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US bans WeChat, TikTok citing privacy, national security

US bans TikTok, WeChat

The U.S. will ban the downloads of the Chinese apps TikTok and WeChat on Sunday, with a total ban on the use of the latter, citing national security and data privacy concerns.

A total ban on the use of TikTok will follow on Nov. 12, but Commerce Secretary Wilbur Ross said early Friday on Fox Business Network that access to that app may be possible if certain safeguards are put into place.

“At the President’s direction, we have taken significant action to combat China’s malicious collection of American citizens’ personal data, while promoting our national values, democratic rules-based norms, and aggressive enforcement of U.S. laws and regulations," Ross said in a prepared statement.

The government said its order, previously announced by President Donald Trump in August, will “combat China’s malicious collection of American citizens’ personal data."

The government order also raises questions about California tech giant Oracle's recent deal to take over U.S. operations of TikTok, a requirement by the Trump administration for the app to continue operating in the U.S.

Details of the Oracle-TikTok deal were sketchy at best. Oracle was among the pool of bidders, including Microsoft and Walmart, to buy TikTok’s American operations.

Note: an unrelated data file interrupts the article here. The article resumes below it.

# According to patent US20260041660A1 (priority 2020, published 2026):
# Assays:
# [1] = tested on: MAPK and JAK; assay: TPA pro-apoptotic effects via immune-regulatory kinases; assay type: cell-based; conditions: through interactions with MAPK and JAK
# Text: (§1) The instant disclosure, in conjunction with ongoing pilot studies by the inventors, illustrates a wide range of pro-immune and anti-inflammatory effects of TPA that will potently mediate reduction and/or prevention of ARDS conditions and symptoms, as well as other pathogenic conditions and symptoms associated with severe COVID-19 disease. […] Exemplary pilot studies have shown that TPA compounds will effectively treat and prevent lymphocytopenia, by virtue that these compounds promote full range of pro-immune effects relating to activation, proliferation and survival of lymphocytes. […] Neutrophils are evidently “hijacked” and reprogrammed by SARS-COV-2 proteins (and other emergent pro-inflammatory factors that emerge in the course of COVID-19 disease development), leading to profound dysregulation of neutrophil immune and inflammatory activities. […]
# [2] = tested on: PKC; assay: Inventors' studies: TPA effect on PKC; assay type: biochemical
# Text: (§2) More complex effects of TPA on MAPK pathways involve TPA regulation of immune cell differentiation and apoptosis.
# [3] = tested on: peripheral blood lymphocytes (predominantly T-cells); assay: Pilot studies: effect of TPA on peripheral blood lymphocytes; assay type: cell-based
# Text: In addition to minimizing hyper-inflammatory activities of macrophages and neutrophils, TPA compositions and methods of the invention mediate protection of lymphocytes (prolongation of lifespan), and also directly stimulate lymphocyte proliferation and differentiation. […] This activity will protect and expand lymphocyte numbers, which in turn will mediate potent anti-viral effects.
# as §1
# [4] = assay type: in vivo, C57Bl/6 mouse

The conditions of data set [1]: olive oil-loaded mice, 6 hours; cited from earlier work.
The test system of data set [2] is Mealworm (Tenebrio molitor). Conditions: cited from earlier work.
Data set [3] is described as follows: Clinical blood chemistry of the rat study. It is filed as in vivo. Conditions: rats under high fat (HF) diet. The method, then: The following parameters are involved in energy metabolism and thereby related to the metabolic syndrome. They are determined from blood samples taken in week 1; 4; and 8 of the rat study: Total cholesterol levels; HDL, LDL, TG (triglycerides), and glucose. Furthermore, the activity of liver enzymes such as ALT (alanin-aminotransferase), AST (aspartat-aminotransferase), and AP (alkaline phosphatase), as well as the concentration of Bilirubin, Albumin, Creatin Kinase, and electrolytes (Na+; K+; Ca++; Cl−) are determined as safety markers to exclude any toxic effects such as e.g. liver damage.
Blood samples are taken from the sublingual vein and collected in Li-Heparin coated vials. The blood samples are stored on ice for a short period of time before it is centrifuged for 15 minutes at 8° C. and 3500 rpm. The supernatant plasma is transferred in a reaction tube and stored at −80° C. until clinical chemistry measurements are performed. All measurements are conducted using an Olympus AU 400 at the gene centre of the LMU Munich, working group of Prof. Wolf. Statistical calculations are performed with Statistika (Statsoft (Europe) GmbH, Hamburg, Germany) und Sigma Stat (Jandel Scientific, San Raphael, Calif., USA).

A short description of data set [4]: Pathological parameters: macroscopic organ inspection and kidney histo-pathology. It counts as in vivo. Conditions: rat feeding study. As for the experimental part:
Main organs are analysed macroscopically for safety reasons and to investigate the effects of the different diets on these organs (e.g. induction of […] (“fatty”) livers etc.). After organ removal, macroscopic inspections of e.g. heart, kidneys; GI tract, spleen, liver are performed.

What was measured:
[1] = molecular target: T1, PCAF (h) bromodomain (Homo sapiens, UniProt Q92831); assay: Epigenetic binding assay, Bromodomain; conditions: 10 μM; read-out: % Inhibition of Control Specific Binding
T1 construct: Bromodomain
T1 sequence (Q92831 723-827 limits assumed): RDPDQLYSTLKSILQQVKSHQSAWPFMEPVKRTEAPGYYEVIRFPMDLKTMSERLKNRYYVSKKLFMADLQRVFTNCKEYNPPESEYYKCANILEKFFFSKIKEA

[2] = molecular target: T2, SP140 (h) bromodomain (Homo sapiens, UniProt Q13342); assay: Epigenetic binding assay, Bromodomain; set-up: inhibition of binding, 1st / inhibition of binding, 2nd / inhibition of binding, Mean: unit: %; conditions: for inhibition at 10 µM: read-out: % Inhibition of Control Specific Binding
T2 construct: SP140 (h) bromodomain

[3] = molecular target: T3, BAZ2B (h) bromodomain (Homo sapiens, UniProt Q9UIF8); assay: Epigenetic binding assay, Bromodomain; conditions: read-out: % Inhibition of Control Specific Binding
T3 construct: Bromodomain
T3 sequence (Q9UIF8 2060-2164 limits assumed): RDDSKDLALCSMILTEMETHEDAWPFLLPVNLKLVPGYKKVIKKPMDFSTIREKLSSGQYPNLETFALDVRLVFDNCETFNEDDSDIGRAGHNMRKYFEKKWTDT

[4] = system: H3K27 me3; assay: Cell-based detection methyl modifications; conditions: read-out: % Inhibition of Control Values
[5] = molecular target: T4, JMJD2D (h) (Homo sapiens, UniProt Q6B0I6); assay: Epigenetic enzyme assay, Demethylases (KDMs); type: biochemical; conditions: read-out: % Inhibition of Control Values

Oracle, in confirming it was the winning bidder Monday, didn’t refer to the deal as a sale or acquisition, instead saying it was chosen as TikTok’s “trusted technology provider.”

It’s unclear at this point what assets, if any, Oracle would actually acquire.

Some security experts have raised concerns that ByteDance Ltd., the Chinese company that owns TikTok, would maintain access to information on the 100 million TikTok users in the United States, creating a security risk.

Like most social networks, TikTok collects user data and moderates users’ posts. It grabs users’ locations and messages and tracks what they watch to figure out how best to target ads to them.

Similar concerns apply to U.S.-based social networks such as Facebook and Twitter, but Chinese ownership adds an extra wrinkle because the Chinese government could order companies to help it gather intelligence.

TikTok says it does not store U.S. user data in China and that it would not give user data to the government. But experts say the Chinese government can get any information it wants from companies there.

Republican and Democratic lawmaker concerns about TikTok include its vulnerability to censorship and misinformation campaigns, and the safety of user data and children’s privacy. But the administration has provided no specific evidence that TikTok has made U.S. users’ data available to the Chinese government.



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